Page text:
In his proposed budget, Missouri Gov. Eric Greitens has a critical program for people with disabilities and the elderly squarely in his crosshairs.
The program, Consumer Directed Services, was developed as an institutional diversion program, allowing a person with a disability who meets a nursing home level of care to choose to live at home and hire their own personal care attendant. The average cost of CDS for an individual is about a fourth of the average nursing home placement.
The governor’s proposed budget launched a three-pronged attack on the program. He recommended a reduction in rates, making it less likely that caregivers would ever get a raise. He suggested an artificial cap in funding for the program, the legality of which is in question. The final, and potentially most devastating recommendation, was changing the eligibility criteria for CDS and nursing homes. That recommendation would leave nearly 20,000 Missourians without any care at all, affecting people who have disabilities or are elderly who currently get help with things like bathing, toileting, getting in and out of bed and meal preparation.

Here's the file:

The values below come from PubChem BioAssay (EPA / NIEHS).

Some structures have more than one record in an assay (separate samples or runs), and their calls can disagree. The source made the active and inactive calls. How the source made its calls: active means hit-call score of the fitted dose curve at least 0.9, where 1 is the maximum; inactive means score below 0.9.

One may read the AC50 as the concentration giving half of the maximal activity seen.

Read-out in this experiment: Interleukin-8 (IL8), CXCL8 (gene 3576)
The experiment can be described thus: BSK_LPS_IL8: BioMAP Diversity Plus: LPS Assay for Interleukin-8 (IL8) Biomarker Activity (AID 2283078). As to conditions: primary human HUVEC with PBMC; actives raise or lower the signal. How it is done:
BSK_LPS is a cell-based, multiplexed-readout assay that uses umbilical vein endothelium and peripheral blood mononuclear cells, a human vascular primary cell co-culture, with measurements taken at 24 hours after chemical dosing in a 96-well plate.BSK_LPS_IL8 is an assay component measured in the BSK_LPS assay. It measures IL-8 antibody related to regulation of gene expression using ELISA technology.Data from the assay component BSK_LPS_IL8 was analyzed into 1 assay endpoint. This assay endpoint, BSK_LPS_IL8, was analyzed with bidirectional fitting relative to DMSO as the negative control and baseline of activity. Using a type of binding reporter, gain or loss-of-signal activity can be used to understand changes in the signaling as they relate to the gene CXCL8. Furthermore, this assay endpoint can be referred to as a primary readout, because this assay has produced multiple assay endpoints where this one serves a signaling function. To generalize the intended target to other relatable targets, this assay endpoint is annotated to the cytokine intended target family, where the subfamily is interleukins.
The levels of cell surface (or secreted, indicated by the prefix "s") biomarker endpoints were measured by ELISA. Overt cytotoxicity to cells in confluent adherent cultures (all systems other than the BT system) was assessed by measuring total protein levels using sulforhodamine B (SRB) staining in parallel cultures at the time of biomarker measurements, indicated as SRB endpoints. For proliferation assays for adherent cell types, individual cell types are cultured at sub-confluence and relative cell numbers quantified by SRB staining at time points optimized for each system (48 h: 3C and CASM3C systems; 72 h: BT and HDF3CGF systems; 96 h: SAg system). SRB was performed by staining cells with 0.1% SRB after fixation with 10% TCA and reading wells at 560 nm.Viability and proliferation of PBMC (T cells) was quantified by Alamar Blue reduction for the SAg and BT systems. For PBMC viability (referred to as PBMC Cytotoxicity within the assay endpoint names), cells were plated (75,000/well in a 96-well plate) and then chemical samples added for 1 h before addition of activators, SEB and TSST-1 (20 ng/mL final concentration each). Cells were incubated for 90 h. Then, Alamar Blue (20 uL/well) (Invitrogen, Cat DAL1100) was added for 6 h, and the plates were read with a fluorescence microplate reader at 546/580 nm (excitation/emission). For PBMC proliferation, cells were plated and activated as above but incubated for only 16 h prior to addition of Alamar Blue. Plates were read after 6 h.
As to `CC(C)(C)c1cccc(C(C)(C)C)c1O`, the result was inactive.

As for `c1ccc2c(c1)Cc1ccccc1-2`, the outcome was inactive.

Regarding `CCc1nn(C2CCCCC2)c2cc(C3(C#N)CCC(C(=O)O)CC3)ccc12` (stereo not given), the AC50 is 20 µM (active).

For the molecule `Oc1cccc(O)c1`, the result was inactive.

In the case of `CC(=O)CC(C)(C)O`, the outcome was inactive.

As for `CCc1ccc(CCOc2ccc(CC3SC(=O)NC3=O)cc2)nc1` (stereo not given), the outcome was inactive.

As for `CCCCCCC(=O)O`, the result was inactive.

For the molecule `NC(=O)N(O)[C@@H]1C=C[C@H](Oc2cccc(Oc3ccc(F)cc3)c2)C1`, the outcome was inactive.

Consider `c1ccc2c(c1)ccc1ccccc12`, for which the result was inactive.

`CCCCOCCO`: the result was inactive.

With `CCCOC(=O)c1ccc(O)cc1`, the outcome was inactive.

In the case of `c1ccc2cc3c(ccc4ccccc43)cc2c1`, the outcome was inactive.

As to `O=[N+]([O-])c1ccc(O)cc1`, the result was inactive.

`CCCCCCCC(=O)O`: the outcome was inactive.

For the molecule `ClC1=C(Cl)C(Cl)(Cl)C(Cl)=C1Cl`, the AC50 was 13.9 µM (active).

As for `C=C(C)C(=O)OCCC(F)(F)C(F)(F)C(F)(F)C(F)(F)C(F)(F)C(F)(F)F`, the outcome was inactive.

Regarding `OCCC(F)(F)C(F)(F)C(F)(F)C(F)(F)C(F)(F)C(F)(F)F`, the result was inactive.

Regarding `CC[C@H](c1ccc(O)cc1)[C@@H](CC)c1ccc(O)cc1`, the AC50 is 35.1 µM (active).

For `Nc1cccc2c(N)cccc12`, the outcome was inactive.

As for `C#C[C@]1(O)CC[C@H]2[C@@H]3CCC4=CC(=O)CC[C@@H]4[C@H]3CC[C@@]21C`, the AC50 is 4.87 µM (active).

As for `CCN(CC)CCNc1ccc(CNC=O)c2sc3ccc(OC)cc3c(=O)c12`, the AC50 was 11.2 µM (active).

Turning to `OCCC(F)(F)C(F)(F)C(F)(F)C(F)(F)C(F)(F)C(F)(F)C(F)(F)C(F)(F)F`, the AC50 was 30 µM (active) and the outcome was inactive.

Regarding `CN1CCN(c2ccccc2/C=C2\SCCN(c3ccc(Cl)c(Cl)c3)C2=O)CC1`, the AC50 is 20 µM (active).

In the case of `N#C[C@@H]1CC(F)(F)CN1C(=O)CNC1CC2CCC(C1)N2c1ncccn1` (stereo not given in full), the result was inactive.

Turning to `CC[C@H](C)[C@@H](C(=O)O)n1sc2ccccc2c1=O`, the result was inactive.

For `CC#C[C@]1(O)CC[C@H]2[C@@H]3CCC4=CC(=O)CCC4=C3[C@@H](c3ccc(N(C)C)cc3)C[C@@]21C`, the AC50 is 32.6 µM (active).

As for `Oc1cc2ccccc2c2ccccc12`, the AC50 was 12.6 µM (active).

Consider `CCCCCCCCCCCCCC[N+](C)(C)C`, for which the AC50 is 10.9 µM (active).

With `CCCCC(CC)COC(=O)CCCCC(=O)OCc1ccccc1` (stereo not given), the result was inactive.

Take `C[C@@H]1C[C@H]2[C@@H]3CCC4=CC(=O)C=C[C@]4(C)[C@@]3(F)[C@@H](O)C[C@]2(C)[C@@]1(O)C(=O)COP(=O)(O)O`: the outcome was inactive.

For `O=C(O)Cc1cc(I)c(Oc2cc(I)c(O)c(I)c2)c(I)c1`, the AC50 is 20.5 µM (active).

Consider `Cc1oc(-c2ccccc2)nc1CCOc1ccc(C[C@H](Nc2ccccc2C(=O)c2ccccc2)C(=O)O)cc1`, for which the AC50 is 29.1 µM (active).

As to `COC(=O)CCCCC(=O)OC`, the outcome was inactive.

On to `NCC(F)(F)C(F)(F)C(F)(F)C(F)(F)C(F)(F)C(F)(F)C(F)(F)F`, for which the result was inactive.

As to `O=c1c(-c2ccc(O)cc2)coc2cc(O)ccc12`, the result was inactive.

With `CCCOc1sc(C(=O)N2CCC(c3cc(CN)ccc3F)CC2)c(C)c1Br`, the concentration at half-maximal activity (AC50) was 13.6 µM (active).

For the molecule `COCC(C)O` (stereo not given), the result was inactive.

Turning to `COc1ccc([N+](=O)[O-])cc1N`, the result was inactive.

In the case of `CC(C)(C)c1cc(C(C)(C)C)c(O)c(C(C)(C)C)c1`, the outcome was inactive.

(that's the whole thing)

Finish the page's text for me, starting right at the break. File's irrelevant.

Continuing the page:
Receiving services at home ensures that people stay connected with their community and maintain relationships with friends, neighbors and church or social groups. CDS is designed to curb the cost of Medicaid spending. If 20,000 people lose coverage, medical conditions will go untreated, physical functioning and health will deteriorate and risk for injury or falls due to lack of help will increase, costing Missouri millions more.
People with disabilities need their champions to take action. We are fortunate that our Legislature has supported key programs such as CDS. Legislators know their constituents with disabilities and understand some people need support to live an independent life.
Photo credit: Bill Greenblatt/UPI